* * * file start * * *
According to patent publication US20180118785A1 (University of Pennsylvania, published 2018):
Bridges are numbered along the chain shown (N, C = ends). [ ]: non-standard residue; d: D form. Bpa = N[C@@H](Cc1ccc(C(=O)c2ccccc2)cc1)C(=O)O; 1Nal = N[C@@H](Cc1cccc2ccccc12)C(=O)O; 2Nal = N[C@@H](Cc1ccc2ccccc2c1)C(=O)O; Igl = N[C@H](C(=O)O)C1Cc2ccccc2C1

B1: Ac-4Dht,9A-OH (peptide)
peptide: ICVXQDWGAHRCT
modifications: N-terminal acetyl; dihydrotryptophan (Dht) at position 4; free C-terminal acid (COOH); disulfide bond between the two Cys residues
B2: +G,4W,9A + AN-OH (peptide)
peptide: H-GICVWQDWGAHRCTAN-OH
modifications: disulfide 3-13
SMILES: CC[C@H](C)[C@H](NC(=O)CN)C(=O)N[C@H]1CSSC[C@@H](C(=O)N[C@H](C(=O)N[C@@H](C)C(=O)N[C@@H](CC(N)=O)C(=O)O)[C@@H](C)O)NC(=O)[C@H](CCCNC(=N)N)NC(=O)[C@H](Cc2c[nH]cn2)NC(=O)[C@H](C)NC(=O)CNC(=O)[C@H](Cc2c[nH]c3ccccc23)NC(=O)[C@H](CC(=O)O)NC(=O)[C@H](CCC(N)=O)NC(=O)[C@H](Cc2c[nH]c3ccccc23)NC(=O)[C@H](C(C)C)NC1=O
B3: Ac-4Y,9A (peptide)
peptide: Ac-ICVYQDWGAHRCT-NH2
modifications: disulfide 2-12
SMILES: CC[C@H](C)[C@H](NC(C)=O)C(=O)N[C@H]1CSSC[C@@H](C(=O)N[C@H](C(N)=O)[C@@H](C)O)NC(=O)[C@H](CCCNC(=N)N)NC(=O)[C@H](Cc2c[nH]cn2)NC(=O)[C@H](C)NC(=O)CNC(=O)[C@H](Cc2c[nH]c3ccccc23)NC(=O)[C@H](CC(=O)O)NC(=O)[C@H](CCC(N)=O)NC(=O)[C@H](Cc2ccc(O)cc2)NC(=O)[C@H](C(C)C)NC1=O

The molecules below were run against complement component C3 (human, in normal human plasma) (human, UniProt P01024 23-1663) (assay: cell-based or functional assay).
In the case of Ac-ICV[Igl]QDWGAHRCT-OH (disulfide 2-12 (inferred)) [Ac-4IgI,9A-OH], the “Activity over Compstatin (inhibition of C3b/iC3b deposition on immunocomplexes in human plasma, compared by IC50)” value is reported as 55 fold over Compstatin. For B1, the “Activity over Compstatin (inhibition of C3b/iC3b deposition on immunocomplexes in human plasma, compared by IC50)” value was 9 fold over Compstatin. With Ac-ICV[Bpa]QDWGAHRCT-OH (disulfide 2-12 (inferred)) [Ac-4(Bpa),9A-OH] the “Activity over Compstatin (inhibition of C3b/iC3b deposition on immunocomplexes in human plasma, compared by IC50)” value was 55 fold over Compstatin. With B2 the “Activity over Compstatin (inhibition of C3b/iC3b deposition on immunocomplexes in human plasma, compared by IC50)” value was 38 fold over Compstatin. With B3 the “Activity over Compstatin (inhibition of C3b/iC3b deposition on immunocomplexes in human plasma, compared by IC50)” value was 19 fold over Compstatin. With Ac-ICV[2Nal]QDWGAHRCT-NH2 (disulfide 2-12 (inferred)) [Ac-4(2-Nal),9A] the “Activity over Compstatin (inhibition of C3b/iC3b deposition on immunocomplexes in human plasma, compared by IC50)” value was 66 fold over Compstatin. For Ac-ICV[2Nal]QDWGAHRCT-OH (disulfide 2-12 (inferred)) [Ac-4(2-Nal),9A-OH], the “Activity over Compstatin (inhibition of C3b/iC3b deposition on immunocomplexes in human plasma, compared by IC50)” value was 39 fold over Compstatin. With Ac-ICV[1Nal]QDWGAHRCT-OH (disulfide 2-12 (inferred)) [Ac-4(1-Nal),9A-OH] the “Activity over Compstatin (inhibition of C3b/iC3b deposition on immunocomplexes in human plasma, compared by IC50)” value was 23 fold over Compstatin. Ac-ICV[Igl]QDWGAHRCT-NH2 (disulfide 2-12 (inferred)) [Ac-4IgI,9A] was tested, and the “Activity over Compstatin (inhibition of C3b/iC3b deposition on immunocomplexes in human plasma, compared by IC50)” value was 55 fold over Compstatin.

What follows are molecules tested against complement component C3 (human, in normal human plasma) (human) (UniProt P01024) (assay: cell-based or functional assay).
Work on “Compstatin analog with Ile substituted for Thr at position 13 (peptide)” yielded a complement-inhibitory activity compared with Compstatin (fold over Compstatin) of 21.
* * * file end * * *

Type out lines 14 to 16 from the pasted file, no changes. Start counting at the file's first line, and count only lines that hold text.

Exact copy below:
The molecules below were run against complement component C3 (human, in normal human plasma) (human, UniProt P01024 23-1663) (assay: cell-based or functional assay).
In the case of Ac-ICV[Igl]QDWGAHRCT-OH (disulfide 2-12 (inferred)) [Ac-4IgI,9A-OH], the “Activity over Compstatin (inhibition of C3b/iC3b deposition on immunocomplexes in human plasma, compared by IC50)” value is reported as 55 fold over Compstatin. For B1, the “Activity over Compstatin (inhibition of C3b/iC3b deposition on immunocomplexes in human plasma, compared by IC50)” value was 9 fold over Compstatin. With Ac-ICV[Bpa]QDWGAHRCT-OH (disulfide 2-12 (inferred)) [Ac-4(Bpa),9A-OH] the “Activity over Compstatin (inhibition of C3b/iC3b deposition on immunocomplexes in human plasma, compared by IC50)” value was 55 fold over Compstatin. With B2 the “Activity over Compstatin (inhibition of C3b/iC3b deposition on immunocomplexes in human plasma, compared by IC50)” value was 38 fold over Compstatin. With B3 the “Activity over Compstatin (inhibition of C3b/iC3b deposition on immunocomplexes in human plasma, compared by IC50)” value was 19 fold over Compstatin. With Ac-ICV[2Nal]QDWGAHRCT-NH2 (disulfide 2-12 (inferred)) [Ac-4(2-Nal),9A] the “Activity over Compstatin (inhibition of C3b/iC3b deposition on immunocomplexes in human plasma, compared by IC50)” value was 66 fold over Compstatin. For Ac-ICV[2Nal]QDWGAHRCT-OH (disulfide 2-12 (inferred)) [Ac-4(2-Nal),9A-OH], the “Activity over Compstatin (inhibition of C3b/iC3b deposition on immunocomplexes in human plasma, compared by IC50)” value was 39 fold over Compstatin. With Ac-ICV[1Nal]QDWGAHRCT-OH (disulfide 2-12 (inferred)) [Ac-4(1-Nal),9A-OH] the “Activity over Compstatin (inhibition of C3b/iC3b deposition on immunocomplexes in human plasma, compared by IC50)” value was 23 fold over Compstatin. Ac-ICV[Igl]QDWGAHRCT-NH2 (disulfide 2-12 (inferred)) [Ac-4IgI,9A] was tested, and the “Activity over Compstatin (inhibition of C3b/iC3b deposition on immunocomplexes in human plasma, compared by IC50)” value was 55 fold over Compstatin.

What follows are molecules tested against complement component C3 (human, in normal human plasma) (human) (UniProt P01024) (assay: cell-based or functional assay).